Red-shirt leader protests against US Defence Secretary’s visit, Indo-Pacific strategy
United Front for Democracy against Dictatorship (UDD), or “Red Shirt” leader Jatuporn Prompan led a small group of Thai people who staged a rally in front of the Ministry of Defence yesterday (Monday), to protest the visit to Thailand by US Defence Secretary Lloyd Austin and his country’s Indo-Pacific strategy.
Austin paid a courtesy call on Prime Minister Prayut Chan-o-cha, also Thailand’s defence minister, at the Ministry of Defence at 3pm yesterday.
In his address to the media, the red-shirt movement leader said Austin’s visit amounts to an attempt to drag Thailand into the US conflicts with China, based on the principle that enemies of the US are also enemies of Thailand, despite the fact that Thailand is not an enemy of any country, as he urged Thailand to reject the US Indo-Pacific strategy.
Jatuporn urged the prime minister to study the history of the Vietnam War and questioned whether he has received the consent of the Thai people to get involved in a war to protect Taiwan, in case it is invaded by China.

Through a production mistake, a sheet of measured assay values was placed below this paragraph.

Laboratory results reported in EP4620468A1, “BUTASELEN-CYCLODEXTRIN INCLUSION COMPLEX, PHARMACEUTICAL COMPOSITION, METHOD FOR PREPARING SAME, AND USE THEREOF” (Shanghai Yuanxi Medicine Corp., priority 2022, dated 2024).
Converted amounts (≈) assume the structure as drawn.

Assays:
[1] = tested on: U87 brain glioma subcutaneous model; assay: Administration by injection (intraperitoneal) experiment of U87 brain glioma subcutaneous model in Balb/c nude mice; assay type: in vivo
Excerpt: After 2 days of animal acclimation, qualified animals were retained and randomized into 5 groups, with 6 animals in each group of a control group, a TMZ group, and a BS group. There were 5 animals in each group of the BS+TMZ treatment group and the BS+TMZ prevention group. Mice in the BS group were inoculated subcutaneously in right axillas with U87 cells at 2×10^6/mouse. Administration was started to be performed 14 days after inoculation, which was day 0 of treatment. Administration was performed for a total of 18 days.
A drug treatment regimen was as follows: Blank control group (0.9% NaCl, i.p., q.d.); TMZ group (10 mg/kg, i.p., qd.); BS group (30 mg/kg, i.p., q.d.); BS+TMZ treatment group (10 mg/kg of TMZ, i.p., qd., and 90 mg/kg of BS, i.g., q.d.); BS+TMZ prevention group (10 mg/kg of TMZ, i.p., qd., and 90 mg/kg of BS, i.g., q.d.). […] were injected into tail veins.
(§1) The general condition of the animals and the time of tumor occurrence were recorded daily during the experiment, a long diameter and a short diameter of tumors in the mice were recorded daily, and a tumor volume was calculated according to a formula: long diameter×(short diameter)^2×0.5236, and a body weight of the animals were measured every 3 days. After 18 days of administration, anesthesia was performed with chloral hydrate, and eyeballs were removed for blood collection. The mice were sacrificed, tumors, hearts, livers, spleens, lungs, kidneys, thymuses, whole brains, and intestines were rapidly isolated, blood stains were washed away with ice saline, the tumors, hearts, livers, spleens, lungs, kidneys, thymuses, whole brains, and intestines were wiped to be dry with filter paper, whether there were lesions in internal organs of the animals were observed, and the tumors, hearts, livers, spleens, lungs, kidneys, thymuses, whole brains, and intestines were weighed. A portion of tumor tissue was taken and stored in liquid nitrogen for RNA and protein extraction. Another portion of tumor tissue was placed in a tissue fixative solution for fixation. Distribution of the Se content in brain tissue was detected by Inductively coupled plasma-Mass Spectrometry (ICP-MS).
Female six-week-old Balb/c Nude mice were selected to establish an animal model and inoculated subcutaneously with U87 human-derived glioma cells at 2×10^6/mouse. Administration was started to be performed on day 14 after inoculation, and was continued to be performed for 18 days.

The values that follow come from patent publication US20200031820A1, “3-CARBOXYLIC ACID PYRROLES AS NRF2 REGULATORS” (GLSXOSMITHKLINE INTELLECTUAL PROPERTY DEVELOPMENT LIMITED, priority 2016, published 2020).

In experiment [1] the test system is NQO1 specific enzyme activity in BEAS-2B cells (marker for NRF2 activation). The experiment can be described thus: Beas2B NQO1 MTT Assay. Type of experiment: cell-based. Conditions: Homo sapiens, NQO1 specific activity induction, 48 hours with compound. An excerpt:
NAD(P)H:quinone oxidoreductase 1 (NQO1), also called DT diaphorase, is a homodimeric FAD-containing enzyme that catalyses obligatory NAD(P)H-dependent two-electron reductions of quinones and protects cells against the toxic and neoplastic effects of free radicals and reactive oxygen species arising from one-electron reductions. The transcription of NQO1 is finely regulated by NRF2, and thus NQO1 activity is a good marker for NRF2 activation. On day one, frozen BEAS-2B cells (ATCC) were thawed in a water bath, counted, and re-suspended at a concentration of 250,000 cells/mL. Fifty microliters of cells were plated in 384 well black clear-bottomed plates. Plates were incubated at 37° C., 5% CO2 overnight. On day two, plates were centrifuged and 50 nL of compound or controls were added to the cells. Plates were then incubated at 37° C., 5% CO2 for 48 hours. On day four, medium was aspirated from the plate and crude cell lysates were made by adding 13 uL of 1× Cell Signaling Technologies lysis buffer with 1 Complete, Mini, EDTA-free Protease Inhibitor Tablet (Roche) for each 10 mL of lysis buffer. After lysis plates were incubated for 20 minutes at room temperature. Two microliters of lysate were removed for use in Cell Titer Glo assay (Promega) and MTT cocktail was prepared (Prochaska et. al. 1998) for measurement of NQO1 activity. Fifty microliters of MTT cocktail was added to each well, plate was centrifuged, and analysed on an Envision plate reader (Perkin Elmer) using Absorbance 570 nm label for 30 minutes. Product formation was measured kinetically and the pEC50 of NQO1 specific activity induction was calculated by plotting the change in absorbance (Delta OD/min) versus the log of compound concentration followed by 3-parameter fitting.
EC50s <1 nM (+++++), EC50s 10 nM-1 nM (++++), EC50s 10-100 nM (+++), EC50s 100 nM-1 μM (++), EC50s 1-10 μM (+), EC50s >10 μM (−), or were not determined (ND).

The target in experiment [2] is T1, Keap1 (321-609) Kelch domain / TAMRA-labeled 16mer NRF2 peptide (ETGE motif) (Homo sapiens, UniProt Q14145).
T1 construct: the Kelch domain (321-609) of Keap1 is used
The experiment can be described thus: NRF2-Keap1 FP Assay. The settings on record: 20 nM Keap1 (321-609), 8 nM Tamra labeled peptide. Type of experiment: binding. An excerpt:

Prime Minister Prayut and then US Defence Secretary Mark Esper signed a Thai-US Joint Vision statement 2020, a comprehensive agreement on defence and security cooperation.
The vision statement reaffirms the importance of the alliance for the 21st century and notes that defence ties complement all elements of their much broader relationship, including strong diplomatic, economic and cultural ties.
This is the fourth time that Lloyd Austin has been in Asia since he took office but it is the first time he has made an official visit to Thailand.
During his press conference in Bangkok, Austin said Thailand is an ally of the US, so there is a strong relationship, of which we must remain mindful. Thailand, he said, is an important country to the US.
This is not the first time some Thais have protested against perceived Western influence in the country. Last year, pro-monarchy and pro-establishment groups, usually Jatuporn’s antagonists, also rallied against what they claim is US interference in Thai politics and in support of the anti-government movement, while calling for the ouster of Amnesty International from the country last year.